“Spoken to by Vaidehi, then Hanuman, the son of the wind, began to describe Rama according to the truth.” (Valmiki Ramayana, Sundara Kand, 35.5)
evam uktaḥ tu vaidehyā hanūmān māruta ātmajaḥ |
tato rāmam yathā tattvam ākhyātum upacakrame ||
“Can you really prove that God exists? I’m not talking about quoting specific verses from your religious work of preference. I mean really believing in the existence, the guiding hand, of the Almighty. How do you prove that? How do you actually know Him?”
This question looks more difficult to answer than it actually is. As soon as the human being matures, one fear takes precedence over others. It is stronger in its ability to cripple drive and enthusiasm. It has a way of remaining in the consciousness, even if the best attempts are made to forget. In the Ramayana, a noted prince makes mention of this fear, comparing it to the life cycle of the fruit growing on a tree.
“Just as the ripened fruit has no other fear than falling, the man who has taken birth has no other fear than death.” (Lord Rama, Valmiki Ramayana, Ayodhya Kand, 105.17)
Let me think about what I have to do tomorrow. There is the laundry that needs to get done. The car needs to be taken in for servicing. I have to finish that task for work. Then I have to make sure to drop the kids off for their afterschool activities. There are so many things that I have to do on a daily basis, and if I didn’t worry about them they wouldn’t get done.
Ah, but what happens if everything does get done satisfactorily? What if I could guarantee success in every one of my ventures from now into the foreseeable future? That brings up another issue. When do I stop going into the future? What is the end date to my activities?
Naturally, the answer is death. Everything that I work for will eventually go to waste. It has to because I will be compelled to leave my body. The fruits of my labor do not come with me. No matter how much care and attention I put into something, it won’t last forever. Therefore to fear over death makes sense. Death is the one event that wipes away everything.
The only real answer to death comes from religion. The advancement of science has only provided more convenience in everyday life. Convenience doesn’t equal enlightenment. It also doesn’t prevent death. It doesn’t answer why life came into being in the first place.
The answer to our fear is God. He is the Almighty. He has the greatest intelligence. He will take care of everything. Ah, but there is the looming question. Does He really exist? How do I know for sure? How can I be certain of the fact that He watches everything I do and will reward my pious behavior in the afterlife?
The above referenced verse from the Ramayana gives an idea of how to be certain. Here Shri Hanuman is preparing to address Sita Devi. She has just asked him a series of questions about her husband, Shri Rama. Hanuman, who is the son of the wind-god, will lean on the truth, tattvam, in his reply. That is to say he will not speculate. He will not exaggerate things. There is no need to, as Rama in truth is God in a splendid incarnation form.
The skeptic will say that the Ramayana is an ancient book, and so there is no way to prove its authenticity. The valid response is that the testimony contained within is validation enough. Let’s pretend that I had a bad dream last night. I decide to record my recollections on paper in the morning. Ten years later I become a prominent figure in the public, and so I include that dream as part of my biography. Twenty years later I’m running for president of the nation. Journalists opposed to my candidacy are digging through my past to look for any weak points. They come upon the recollections of my bad dream. They ask other people about it. No one has ever heard of it before. Thus the journalists conclude that I fabricated the dream.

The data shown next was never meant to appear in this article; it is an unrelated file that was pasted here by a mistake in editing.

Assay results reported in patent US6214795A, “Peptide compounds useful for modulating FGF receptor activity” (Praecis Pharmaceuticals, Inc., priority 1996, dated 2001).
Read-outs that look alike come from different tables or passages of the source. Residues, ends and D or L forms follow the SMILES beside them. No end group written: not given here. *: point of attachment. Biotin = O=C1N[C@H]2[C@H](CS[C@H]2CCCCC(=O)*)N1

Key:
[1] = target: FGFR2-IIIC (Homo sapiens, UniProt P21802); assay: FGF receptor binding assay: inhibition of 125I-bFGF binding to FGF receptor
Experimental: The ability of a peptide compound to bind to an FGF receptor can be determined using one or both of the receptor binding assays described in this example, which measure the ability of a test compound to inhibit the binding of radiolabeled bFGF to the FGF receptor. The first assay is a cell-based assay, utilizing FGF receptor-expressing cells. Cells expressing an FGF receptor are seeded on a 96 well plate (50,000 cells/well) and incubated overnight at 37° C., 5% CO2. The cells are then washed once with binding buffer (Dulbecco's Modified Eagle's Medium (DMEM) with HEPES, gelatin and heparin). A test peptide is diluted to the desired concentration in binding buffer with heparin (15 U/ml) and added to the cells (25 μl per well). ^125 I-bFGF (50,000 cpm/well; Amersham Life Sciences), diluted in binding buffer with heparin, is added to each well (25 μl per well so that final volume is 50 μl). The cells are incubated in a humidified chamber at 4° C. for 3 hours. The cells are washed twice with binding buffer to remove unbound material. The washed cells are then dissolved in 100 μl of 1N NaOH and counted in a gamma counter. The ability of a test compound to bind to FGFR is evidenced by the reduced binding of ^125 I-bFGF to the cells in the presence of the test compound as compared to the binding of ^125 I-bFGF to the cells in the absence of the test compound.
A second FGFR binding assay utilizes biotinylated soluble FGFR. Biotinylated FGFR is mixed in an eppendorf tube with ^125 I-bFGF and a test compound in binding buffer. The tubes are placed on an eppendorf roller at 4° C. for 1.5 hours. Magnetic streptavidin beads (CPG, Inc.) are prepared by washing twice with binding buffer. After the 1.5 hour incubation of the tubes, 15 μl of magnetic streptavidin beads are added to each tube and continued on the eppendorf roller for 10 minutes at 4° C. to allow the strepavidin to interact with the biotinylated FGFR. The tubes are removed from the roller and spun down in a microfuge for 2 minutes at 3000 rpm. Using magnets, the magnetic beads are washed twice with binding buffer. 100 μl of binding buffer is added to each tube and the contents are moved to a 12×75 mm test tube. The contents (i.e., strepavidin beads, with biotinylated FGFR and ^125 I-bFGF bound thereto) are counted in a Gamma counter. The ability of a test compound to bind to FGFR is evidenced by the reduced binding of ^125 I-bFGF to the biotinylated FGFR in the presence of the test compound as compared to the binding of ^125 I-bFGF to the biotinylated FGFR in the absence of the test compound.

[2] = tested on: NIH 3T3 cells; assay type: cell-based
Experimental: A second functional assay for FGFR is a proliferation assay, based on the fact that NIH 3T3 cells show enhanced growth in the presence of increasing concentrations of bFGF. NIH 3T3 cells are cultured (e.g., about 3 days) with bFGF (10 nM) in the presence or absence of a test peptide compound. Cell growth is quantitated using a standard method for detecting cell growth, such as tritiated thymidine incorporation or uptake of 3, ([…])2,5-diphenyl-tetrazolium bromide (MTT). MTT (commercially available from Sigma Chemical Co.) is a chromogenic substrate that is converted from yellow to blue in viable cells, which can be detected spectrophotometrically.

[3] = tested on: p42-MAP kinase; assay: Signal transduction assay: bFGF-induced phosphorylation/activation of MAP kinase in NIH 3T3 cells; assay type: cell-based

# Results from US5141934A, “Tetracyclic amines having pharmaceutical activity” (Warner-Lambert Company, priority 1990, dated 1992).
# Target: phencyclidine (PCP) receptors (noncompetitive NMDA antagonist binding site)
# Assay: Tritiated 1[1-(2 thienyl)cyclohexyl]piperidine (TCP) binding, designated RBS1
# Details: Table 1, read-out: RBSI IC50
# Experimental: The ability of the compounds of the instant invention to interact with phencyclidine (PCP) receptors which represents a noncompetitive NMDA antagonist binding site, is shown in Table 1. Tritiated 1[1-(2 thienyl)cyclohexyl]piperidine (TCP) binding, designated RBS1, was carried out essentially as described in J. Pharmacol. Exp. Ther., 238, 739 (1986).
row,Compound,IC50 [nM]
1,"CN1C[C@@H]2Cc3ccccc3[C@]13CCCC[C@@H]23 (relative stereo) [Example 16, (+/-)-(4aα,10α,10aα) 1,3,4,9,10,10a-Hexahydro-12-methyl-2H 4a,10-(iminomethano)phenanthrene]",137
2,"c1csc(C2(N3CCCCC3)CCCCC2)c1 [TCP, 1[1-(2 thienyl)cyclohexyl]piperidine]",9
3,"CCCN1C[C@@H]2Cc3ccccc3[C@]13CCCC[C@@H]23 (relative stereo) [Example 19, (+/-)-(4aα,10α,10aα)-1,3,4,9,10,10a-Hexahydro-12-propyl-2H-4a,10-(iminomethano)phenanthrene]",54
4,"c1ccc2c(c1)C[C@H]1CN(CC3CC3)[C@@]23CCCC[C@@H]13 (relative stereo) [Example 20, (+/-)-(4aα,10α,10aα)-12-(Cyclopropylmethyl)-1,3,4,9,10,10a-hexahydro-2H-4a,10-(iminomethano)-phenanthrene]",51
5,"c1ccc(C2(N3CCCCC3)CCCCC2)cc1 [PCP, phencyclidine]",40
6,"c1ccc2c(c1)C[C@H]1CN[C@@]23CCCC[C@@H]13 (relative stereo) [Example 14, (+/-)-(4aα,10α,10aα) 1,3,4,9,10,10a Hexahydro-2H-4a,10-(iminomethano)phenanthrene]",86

But why would anyone else know about it? The recollection is the evidence itself. Nothing else is required. Surely, people do fabricate things. People do tell lies and the loss of memory leads to foggy recollections of events once vividly captured in the mind. Yet none of these things automatically invalidates a written testimony as evidence.
In the same way, Shri Hanuman’s words about Rama, according to the truth, are sufficient for knowing about God. The lone stipulation is that the individual sincerely seeking the truth must extend a little faith in the beginning. This shouldn’t be that difficult to do considering that the entire world operates on the extension of faith. If people were only skeptical, they would never ride trains, planes and automobiles. They would never drive through an intersection, even if the light were green. They would never believe the weather forecasts or what is written in books. They would never learn anything since the teachers would lack the necessary credibility.
Faith gets strengthened with authority, and in Shri Hanuman you have the foremost authority on God. He saw Rama face to face. In a short time he came to know Rama very well. Sita knew Him too, and she only asked Hanuman to describe more so that her delight would increase even further. This is another way to know if you have found God the person. Hearing more about Him brings more and more joy, like an ocean that continually gets incoming water, but never fills up. This type of response is there exclusively in bhakti, or devotion, which Hanuman has in full.
For Divine just one thing see,
With increasing happiness to be?
Like with ocean having waters incoming,
But despite that never filled becoming.
When in truth of the Supreme Lord heard,
Then deepest love and devotion inside stirred.
Sita already knew, but still wanted to hear,
From Hanuman, of her beloved husband dear.
Categories: hanuman the messenger